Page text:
LAS VEGAS, August 7, 2012, (LifeSiteNews.com) – Mitt Romney’s decision not to condemn mayors threatening to deny Chick-fil-A the right to do business was a missed opportunity and may cost him votes in November, a growing chorus of social conservatives warn.
Last Friday in Las Vegas, when a reporter asked the Republican presidential nominee about the controversy over Chick-fil-A and charges about a diplomat’s ties to the Muslim Brotherhood, he replied, “Those are not things that are part of my campaign.”
After company president Dan Cathy said he supported Biblical marriage, homosexual organizations called for a boycott, and several prominent Democratic mayors threatened to withhold permits for the Christian business to operate in their cities. The fast food chain broke sales records during the August 1 “Chick-fil-A Appreciation Day” called by former Arkansas Gov. Mike Huckabee.
Christian radio talk show host Bryan Fischer asked, “Well, governor, exactly what was not a part of your campaign? The part about natural marriage? The part about freedom of religion? The part about freedom of speech? The part about freedom of entrepreneurship? What? If you will not publicly stand for those values, what will you stand for?” These questions were echoed by talk show host Mark Levin.
“Social conservatives have to make up their mind whether they should just simply stay at home, or go out there and vote for Romney,” Bill Donohue, president of the Catholic League, said. “I’m astonished that he couldn’t even come to grips with the question. Leaving gays out of it, do we want the chief executives, the mayors of large cities trying to intimidate, using the power of government against private enterprises whose politics they disagree with? I think it’s a pretty simple issue.”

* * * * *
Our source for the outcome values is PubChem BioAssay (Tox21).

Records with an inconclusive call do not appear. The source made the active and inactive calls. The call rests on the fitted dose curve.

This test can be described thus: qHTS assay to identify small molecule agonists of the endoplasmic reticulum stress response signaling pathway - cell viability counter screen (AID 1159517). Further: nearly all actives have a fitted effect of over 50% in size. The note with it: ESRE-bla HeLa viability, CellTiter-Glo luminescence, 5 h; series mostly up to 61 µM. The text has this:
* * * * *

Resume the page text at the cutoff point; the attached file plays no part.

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Several conservative writers confessed to being flummoxed by Romney’s absence, calling it a “missed opportunity.”
“I don’t understand why Mitt Romney doesn’t just get his Secret Service detail and take his press corps down to a Chicken-fil-A and show solidarity with these people,” said columnist and former presidential candidate Pat Buchanan. “It’s instinct. Reagan would have walked right on down there naturally.”
To excite the party’s base, Richard Viguerie, a conservative activist for more than 50 years, has suggested the GOP invite Dan Cathy to address the Republican National Convention. “Republicans should oblige President Obama’s desire to make same-sex marriage a central issue in the November election, and campaign unequivocally as the party of the traditional values Dan Cathy stood for,” Viguerie wrote.
Even prominent members of the party’s neoconservative wing, which has little time for social issues and generally supports the homosexual lobby, encouraged Romney to stop at Chick-fil-A. “Didn’t happen,” wrote Bill Kristol.
Some supporters of same-sex “marriage” have defended the beleaguered chicken chain.
New York City Mayor Michael Bloomberg, a social liberal who considered running against Romney as an independent presidential candidate, said “it’s inappropriate for a city government or a state government or the federal government to look at somebody’s political views and decide whether or not they can live in the city or operate a business in the city or work for somebody in the city.”
Congressman Barney Frank, who recently “married” his boyfriend, agreed, “I don’t think government should discriminate against Chick-fil-A because of the views of the owner.”/
Even Antoine Dodson, the flamboyantly homosexual subject of a viral video, has said, “A lot of people from the gay community was [sic] actually telling me not to eat at Chick-fil-A and then you know, I started having these flashbacks, because I started believing like, the gay community — we have went [sic] from being bullied to becoming bullies,” he said. “And I don’t think that that is fair, because I’m like, aren’t we like in America? Like, we have freedom of speech.”
“I don’t think it’s American,” he said.